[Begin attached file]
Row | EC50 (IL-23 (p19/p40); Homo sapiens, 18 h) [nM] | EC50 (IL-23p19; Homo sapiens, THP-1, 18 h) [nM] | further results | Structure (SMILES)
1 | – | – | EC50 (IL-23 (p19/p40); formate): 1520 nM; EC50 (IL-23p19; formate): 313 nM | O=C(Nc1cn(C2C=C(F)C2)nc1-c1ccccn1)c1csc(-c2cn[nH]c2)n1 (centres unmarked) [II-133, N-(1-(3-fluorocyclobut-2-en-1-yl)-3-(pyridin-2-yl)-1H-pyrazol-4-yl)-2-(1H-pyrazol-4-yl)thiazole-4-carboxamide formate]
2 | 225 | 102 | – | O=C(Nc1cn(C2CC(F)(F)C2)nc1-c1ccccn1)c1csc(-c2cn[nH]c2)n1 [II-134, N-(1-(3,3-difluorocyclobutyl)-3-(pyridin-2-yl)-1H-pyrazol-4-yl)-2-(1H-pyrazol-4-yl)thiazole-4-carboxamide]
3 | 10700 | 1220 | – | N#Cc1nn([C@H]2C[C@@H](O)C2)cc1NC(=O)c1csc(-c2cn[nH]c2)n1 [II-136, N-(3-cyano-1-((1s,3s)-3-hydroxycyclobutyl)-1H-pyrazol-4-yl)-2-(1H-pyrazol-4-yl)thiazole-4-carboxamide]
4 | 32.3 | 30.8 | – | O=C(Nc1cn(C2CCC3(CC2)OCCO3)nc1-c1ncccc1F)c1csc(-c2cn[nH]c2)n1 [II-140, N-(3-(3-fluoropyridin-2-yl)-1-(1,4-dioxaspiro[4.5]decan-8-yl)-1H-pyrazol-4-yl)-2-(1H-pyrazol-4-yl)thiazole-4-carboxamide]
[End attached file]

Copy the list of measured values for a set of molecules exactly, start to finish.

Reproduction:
Row | EC50 (IL-23 (p19/p40); Homo sapiens, 18 h) [nM] | EC50 (IL-23p19; Homo sapiens, THP-1, 18 h) [nM] | further results | Structure (SMILES)
1 | – | – | EC50 (IL-23 (p19/p40); formate): 1520 nM; EC50 (IL-23p19; formate): 313 nM | O=C(Nc1cn(C2C=C(F)C2)nc1-c1ccccn1)c1csc(-c2cn[nH]c2)n1 (centres unmarked) [II-133, N-(1-(3-fluorocyclobut-2-en-1-yl)-3-(pyridin-2-yl)-1H-pyrazol-4-yl)-2-(1H-pyrazol-4-yl)thiazole-4-carboxamide formate]
2 | 225 | 102 | – | O=C(Nc1cn(C2CC(F)(F)C2)nc1-c1ccccn1)c1csc(-c2cn[nH]c2)n1 [II-134, N-(1-(3,3-difluorocyclobutyl)-3-(pyridin-2-yl)-1H-pyrazol-4-yl)-2-(1H-pyrazol-4-yl)thiazole-4-carboxamide]
3 | 10700 | 1220 | – | N#Cc1nn([C@H]2C[C@@H](O)C2)cc1NC(=O)c1csc(-c2cn[nH]c2)n1 [II-136, N-(3-cyano-1-((1s,3s)-3-hydroxycyclobutyl)-1H-pyrazol-4-yl)-2-(1H-pyrazol-4-yl)thiazole-4-carboxamide]
4 | 32.3 | 30.8 | – | O=C(Nc1cn(C2CCC3(CC2)OCCO3)nc1-c1ncccc1F)c1csc(-c2cn[nH]c2)n1 [II-140, N-(3-(3-fluoropyridin-2-yl)-1-(1,4-dioxaspiro[4.5]decan-8-yl)-1H-pyrazol-4-yl)-2-(1H-pyrazol-4-yl)thiazole-4-carboxamide]